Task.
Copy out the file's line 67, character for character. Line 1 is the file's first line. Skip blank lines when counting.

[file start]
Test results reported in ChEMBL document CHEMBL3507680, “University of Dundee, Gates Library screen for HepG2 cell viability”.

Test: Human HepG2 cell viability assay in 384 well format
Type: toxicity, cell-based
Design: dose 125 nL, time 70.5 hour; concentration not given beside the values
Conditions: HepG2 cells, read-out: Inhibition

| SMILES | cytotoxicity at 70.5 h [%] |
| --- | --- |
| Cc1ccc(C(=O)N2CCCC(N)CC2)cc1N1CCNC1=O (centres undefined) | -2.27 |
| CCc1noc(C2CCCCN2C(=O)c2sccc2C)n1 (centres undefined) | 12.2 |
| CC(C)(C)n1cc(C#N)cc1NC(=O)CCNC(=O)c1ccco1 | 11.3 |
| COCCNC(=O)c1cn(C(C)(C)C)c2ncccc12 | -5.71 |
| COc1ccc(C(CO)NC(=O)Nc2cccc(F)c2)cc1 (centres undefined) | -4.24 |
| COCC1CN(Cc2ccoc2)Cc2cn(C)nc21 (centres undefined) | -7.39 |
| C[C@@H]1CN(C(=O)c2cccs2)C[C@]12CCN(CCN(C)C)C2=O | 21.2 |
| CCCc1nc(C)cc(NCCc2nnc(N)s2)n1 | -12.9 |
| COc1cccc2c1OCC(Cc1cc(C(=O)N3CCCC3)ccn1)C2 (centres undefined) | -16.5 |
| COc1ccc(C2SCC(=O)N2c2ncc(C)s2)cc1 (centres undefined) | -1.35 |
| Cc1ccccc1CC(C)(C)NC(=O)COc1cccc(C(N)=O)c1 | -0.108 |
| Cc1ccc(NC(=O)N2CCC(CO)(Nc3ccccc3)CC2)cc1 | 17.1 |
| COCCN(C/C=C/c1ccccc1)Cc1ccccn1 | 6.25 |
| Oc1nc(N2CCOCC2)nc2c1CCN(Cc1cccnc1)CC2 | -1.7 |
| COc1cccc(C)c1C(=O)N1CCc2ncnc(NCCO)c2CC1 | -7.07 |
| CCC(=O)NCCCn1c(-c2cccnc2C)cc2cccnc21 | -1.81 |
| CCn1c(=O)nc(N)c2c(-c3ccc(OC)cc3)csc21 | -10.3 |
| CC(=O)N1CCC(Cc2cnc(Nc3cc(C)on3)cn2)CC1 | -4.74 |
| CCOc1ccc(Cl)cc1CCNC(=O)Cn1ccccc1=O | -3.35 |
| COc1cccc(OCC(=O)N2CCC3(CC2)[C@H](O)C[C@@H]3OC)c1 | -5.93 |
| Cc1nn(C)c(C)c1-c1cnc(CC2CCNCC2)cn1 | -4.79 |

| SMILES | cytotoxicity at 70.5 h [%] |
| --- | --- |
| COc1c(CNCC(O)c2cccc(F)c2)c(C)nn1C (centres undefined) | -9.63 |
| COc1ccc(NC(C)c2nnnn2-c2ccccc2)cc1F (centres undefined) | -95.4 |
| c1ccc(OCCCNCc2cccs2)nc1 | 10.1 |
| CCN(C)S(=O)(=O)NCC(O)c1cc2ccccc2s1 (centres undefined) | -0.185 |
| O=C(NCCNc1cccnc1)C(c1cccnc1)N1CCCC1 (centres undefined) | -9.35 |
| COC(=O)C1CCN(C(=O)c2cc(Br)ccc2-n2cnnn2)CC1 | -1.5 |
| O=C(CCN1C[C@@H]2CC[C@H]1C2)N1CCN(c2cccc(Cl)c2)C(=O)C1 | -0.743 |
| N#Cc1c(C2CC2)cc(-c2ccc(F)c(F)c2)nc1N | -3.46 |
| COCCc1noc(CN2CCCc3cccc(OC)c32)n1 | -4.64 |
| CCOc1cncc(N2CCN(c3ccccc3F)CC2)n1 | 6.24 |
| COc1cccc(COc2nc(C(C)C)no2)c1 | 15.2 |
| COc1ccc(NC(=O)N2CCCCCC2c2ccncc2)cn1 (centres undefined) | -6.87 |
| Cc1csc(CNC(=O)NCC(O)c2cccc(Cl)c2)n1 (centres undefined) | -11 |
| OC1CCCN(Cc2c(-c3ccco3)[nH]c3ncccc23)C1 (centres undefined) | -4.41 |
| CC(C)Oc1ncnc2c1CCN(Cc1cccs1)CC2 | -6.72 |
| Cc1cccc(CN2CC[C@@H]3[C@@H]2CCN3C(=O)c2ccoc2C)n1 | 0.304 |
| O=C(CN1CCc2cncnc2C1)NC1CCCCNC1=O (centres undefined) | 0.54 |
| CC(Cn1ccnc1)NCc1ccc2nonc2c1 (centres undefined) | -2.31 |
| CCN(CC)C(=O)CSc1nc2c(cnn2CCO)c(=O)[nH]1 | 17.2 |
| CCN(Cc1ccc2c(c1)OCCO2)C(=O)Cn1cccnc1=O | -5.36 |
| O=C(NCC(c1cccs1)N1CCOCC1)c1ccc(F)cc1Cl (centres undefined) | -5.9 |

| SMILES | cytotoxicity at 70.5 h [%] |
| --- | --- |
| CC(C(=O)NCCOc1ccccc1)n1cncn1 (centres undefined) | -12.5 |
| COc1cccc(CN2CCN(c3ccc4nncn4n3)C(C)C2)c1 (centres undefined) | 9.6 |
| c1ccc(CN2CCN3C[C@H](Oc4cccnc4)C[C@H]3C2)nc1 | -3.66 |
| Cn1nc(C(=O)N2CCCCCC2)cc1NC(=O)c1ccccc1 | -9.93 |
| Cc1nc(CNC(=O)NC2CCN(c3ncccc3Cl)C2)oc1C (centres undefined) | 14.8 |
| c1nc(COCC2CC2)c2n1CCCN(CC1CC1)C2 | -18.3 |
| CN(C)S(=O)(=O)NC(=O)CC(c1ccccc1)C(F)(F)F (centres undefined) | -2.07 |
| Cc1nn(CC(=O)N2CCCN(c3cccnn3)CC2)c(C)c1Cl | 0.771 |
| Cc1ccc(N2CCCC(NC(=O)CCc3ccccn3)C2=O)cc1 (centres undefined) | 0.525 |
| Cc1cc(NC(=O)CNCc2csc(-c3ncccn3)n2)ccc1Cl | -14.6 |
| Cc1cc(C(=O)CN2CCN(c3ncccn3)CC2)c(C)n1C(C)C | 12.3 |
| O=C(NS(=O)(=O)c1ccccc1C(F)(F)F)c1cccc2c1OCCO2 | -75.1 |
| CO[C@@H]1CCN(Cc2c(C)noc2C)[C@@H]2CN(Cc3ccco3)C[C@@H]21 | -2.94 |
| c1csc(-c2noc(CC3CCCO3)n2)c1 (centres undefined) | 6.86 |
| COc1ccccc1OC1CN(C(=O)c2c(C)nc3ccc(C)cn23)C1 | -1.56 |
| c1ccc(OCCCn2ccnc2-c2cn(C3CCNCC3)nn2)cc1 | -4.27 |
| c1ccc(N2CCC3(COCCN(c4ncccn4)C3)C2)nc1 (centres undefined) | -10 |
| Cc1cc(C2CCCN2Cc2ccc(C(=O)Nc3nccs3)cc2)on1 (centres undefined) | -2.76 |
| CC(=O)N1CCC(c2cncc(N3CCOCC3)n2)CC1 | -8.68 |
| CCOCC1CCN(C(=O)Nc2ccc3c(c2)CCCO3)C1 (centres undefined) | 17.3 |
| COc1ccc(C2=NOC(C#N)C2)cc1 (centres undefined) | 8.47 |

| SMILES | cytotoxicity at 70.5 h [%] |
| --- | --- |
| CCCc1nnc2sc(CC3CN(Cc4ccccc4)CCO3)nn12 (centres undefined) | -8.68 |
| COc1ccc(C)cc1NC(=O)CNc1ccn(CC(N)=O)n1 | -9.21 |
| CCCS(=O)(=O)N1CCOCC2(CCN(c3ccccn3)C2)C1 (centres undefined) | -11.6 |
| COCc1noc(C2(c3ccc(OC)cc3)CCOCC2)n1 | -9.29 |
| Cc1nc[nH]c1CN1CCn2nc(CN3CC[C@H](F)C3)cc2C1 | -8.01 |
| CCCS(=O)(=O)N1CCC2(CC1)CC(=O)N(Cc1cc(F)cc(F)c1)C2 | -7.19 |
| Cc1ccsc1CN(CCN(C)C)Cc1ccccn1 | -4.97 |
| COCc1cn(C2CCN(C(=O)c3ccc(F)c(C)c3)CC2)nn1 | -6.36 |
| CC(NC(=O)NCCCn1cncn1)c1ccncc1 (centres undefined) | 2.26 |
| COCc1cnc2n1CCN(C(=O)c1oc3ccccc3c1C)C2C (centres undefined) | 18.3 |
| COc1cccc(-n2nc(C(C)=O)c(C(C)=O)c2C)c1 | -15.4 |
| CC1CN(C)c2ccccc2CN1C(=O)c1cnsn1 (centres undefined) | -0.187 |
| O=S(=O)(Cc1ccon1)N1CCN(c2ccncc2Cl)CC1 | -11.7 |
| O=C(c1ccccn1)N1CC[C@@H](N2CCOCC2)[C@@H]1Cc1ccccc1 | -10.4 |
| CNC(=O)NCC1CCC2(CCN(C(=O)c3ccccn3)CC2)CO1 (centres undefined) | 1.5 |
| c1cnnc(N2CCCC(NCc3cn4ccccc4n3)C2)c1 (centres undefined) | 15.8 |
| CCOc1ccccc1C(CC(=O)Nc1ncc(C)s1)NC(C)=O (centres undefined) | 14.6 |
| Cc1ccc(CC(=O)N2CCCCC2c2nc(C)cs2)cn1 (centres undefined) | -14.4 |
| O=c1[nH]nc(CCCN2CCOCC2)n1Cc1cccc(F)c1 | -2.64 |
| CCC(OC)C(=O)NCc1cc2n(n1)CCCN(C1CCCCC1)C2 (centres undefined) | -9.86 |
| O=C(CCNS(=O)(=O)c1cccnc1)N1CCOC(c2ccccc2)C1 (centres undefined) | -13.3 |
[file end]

| c1csc(-c2noc(CC3CCCO3)n2)c1 (centres undefined) | 6.86 |